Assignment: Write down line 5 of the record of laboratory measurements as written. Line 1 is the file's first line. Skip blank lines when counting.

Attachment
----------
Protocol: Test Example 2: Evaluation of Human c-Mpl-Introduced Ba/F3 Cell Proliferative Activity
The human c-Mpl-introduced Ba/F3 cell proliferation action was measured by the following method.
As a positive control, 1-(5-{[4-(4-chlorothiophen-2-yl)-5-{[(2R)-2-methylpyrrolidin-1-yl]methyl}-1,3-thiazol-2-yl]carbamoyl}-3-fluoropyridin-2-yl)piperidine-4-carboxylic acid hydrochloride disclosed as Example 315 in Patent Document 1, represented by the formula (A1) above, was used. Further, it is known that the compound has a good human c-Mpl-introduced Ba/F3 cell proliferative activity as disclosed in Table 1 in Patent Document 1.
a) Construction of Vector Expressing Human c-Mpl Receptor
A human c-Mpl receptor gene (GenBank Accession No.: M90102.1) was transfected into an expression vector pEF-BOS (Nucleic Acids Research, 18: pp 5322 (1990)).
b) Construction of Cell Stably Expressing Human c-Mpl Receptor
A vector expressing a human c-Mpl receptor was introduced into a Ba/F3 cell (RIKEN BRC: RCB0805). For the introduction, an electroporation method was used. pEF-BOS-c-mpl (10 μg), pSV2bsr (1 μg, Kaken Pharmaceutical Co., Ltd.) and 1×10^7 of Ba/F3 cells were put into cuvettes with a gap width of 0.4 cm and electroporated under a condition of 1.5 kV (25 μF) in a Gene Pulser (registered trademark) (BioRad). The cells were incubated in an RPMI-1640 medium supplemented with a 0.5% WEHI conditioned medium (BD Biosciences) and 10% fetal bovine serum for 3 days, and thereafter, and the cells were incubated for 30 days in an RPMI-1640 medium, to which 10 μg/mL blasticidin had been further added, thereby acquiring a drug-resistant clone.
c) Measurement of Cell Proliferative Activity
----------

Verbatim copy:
A human c-Mpl receptor gene (GenBank Accession No.: M90102.1) was transfected into an expression vector pEF-BOS (Nucleic Acids Research, 18: pp 5322 (1990)).